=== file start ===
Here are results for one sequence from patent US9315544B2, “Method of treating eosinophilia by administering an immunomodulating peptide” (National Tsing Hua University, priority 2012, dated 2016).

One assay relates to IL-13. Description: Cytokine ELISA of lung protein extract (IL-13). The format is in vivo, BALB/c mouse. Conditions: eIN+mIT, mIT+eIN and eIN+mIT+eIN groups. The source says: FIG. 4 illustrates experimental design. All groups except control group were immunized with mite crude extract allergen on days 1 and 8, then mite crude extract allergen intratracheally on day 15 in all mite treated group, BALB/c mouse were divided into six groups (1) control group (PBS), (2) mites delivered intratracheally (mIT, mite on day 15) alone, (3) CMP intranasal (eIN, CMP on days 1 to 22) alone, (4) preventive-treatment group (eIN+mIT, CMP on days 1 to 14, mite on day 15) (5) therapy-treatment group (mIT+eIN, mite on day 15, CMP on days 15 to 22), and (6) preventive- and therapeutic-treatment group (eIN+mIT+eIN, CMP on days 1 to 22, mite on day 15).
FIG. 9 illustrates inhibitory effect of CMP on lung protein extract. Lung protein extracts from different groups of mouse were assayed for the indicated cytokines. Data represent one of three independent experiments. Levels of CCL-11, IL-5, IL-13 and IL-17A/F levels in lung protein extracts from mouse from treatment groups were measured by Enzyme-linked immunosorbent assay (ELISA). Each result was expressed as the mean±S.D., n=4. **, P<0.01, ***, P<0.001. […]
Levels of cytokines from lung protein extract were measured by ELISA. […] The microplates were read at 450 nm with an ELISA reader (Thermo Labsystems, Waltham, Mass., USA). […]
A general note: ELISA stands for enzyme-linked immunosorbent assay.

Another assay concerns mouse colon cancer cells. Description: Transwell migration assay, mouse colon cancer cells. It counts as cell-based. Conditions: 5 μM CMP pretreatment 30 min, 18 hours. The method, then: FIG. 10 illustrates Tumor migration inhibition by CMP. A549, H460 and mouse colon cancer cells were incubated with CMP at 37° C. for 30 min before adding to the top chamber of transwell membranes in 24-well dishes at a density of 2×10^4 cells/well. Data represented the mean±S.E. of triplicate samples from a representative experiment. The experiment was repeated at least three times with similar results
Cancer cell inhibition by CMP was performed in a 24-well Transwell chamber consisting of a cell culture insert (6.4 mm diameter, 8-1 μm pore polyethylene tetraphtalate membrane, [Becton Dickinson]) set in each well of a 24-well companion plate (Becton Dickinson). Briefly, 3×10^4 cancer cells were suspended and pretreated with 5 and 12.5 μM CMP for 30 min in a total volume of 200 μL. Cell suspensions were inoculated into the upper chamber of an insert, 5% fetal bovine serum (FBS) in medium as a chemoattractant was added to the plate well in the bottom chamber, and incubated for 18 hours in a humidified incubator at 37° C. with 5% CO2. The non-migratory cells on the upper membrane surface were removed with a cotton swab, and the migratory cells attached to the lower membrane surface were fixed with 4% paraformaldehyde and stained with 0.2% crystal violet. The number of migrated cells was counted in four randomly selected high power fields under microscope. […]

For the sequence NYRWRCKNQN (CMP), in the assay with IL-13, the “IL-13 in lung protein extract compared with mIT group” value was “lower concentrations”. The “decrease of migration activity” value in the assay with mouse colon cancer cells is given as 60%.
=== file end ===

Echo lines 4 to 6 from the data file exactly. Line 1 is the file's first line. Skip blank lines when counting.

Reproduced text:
Levels of cytokines from lung protein extract were measured by ELISA. […] The microplates were read at 450 nm with an ELISA reader (Thermo Labsystems, Waltham, Mass., USA). […]
A general note: ELISA stands for enzyme-linked immunosorbent assay.

Another assay concerns mouse colon cancer cells. Description: Transwell migration assay, mouse colon cancer cells. It counts as cell-based. Conditions: 5 μM CMP pretreatment 30 min, 18 hours. The method, then: FIG. 10 illustrates Tumor migration inhibition by CMP. A549, H460 and mouse colon cancer cells were incubated with CMP at 37° C. for 30 min before adding to the top chamber of transwell membranes in 24-well dishes at a density of 2×10^4 cells/well. Data represented the mean±S.E. of triplicate samples from a representative experiment. The experiment was repeated at least three times with similar results